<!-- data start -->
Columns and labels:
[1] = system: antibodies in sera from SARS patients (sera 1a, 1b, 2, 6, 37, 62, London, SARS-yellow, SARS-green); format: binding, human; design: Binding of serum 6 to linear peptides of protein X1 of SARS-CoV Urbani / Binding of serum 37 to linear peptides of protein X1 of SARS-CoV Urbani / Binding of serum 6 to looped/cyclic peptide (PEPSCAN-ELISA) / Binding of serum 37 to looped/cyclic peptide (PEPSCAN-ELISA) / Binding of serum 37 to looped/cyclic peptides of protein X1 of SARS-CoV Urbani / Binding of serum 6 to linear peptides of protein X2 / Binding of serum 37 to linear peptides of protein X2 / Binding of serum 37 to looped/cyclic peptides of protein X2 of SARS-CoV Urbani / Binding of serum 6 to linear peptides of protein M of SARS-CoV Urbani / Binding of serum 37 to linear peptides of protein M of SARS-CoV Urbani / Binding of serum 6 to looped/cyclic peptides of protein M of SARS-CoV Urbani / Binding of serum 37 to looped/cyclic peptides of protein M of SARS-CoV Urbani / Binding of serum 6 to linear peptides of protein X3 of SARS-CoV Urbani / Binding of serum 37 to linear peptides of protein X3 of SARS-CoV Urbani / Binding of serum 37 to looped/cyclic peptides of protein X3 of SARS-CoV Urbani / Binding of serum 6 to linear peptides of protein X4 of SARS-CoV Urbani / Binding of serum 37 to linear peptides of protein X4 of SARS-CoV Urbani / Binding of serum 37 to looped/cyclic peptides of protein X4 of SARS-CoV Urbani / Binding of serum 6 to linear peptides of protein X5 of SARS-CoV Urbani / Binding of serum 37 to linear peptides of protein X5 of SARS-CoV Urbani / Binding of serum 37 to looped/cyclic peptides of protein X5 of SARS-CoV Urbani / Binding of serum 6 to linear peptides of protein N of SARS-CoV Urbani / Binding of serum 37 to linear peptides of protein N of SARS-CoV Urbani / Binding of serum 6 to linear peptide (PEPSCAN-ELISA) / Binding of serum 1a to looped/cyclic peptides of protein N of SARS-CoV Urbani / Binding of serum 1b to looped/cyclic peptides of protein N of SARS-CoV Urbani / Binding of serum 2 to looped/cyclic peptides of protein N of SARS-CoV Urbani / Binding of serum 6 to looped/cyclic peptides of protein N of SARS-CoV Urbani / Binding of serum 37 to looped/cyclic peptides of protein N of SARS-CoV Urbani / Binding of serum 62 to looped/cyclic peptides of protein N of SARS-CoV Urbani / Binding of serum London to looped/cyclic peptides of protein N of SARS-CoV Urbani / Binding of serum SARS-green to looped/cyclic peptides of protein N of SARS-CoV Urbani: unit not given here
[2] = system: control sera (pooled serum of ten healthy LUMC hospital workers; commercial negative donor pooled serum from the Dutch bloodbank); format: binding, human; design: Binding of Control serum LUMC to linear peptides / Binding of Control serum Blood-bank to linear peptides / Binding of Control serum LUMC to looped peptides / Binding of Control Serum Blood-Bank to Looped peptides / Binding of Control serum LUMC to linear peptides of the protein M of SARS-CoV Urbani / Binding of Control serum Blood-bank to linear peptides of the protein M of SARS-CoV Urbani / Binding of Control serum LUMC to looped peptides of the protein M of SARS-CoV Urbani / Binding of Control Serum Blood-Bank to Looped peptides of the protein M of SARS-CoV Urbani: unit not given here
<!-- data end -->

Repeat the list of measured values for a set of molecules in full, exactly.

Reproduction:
Columns and labels:
[1] = system: antibodies in sera from SARS patients (sera 1a, 1b, 2, 6, 37, 62, London, SARS-yellow, SARS-green); format: binding, human; design: Binding of serum 6 to linear peptides of protein X1 of SARS-CoV Urbani / Binding of serum 37 to linear peptides of protein X1 of SARS-CoV Urbani / Binding of serum 6 to looped/cyclic peptide (PEPSCAN-ELISA) / Binding of serum 37 to looped/cyclic peptide (PEPSCAN-ELISA) / Binding of serum 37 to looped/cyclic peptides of protein X1 of SARS-CoV Urbani / Binding of serum 6 to linear peptides of protein X2 / Binding of serum 37 to linear peptides of protein X2 / Binding of serum 37 to looped/cyclic peptides of protein X2 of SARS-CoV Urbani / Binding of serum 6 to linear peptides of protein M of SARS-CoV Urbani / Binding of serum 37 to linear peptides of protein M of SARS-CoV Urbani / Binding of serum 6 to looped/cyclic peptides of protein M of SARS-CoV Urbani / Binding of serum 37 to looped/cyclic peptides of protein M of SARS-CoV Urbani / Binding of serum 6 to linear peptides of protein X3 of SARS-CoV Urbani / Binding of serum 37 to linear peptides of protein X3 of SARS-CoV Urbani / Binding of serum 37 to looped/cyclic peptides of protein X3 of SARS-CoV Urbani / Binding of serum 6 to linear peptides of protein X4 of SARS-CoV Urbani / Binding of serum 37 to linear peptides of protein X4 of SARS-CoV Urbani / Binding of serum 37 to looped/cyclic peptides of protein X4 of SARS-CoV Urbani / Binding of serum 6 to linear peptides of protein X5 of SARS-CoV Urbani / Binding of serum 37 to linear peptides of protein X5 of SARS-CoV Urbani / Binding of serum 37 to looped/cyclic peptides of protein X5 of SARS-CoV Urbani / Binding of serum 6 to linear peptides of protein N of SARS-CoV Urbani / Binding of serum 37 to linear peptides of protein N of SARS-CoV Urbani / Binding of serum 6 to linear peptide (PEPSCAN-ELISA) / Binding of serum 1a to looped/cyclic peptides of protein N of SARS-CoV Urbani / Binding of serum 1b to looped/cyclic peptides of protein N of SARS-CoV Urbani / Binding of serum 2 to looped/cyclic peptides of protein N of SARS-CoV Urbani / Binding of serum 6 to looped/cyclic peptides of protein N of SARS-CoV Urbani / Binding of serum 37 to looped/cyclic peptides of protein N of SARS-CoV Urbani / Binding of serum 62 to looped/cyclic peptides of protein N of SARS-CoV Urbani / Binding of serum London to looped/cyclic peptides of protein N of SARS-CoV Urbani / Binding of serum SARS-green to looped/cyclic peptides of protein N of SARS-CoV Urbani: unit not given here
[2] = system: control sera (pooled serum of ten healthy LUMC hospital workers; commercial negative donor pooled serum from the Dutch bloodbank); format: binding, human; design: Binding of Control serum LUMC to linear peptides / Binding of Control serum Blood-bank to linear peptides / Binding of Control serum LUMC to looped peptides / Binding of Control Serum Blood-Bank to Looped peptides / Binding of Control serum LUMC to linear peptides of the protein M of SARS-CoV Urbani / Binding of Control serum Blood-bank to linear peptides of the protein M of SARS-CoV Urbani / Binding of Control serum LUMC to looped peptides of the protein M of SARS-CoV Urbani / Binding of Control Serum Blood-Bank to Looped peptides of the protein M of SARS-CoV Urbani: unit not given here